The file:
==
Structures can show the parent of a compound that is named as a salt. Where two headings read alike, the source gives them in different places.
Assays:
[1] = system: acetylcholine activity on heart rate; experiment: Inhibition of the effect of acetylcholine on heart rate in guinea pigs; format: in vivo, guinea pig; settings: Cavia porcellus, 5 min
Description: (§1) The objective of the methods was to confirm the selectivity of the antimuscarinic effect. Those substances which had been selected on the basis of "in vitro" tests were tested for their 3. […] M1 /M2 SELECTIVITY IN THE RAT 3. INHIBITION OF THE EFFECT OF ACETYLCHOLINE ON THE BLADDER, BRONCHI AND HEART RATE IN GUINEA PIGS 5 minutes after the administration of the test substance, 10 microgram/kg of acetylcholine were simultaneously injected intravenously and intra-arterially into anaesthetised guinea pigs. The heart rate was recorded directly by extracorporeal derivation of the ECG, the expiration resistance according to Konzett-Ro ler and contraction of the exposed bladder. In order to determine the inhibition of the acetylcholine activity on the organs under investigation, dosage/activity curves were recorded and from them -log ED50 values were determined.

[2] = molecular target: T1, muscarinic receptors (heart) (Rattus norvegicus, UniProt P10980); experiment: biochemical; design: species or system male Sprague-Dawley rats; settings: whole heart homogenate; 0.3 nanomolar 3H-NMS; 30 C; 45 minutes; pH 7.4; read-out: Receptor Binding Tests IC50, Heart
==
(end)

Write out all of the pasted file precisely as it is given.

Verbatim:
Structures can show the parent of a compound that is named as a salt. Where two headings read alike, the source gives them in different places.
Assays:
[1] = system: acetylcholine activity on heart rate; experiment: Inhibition of the effect of acetylcholine on heart rate in guinea pigs; format: in vivo, guinea pig; settings: Cavia porcellus, 5 min
Description: (§1) The objective of the methods was to confirm the selectivity of the antimuscarinic effect. Those substances which had been selected on the basis of "in vitro" tests were tested for their 3. […] M1 /M2 SELECTIVITY IN THE RAT 3. INHIBITION OF THE EFFECT OF ACETYLCHOLINE ON THE BLADDER, BRONCHI AND HEART RATE IN GUINEA PIGS 5 minutes after the administration of the test substance, 10 microgram/kg of acetylcholine were simultaneously injected intravenously and intra-arterially into anaesthetised guinea pigs. The heart rate was recorded directly by extracorporeal derivation of the ECG, the expiration resistance according to Konzett-Ro ler and contraction of the exposed bladder. In order to determine the inhibition of the acetylcholine activity on the organs under investigation, dosage/activity curves were recorded and from them -log ED50 values were determined.

[2] = molecular target: T1, muscarinic receptors (heart) (Rattus norvegicus, UniProt P10980); experiment: biochemical; design: species or system male Sprague-Dawley rats; settings: whole heart homogenate; 0.3 nanomolar 3H-NMS; 30 C; 45 minutes; pH 7.4; read-out: Receptor Binding Tests IC50, Heart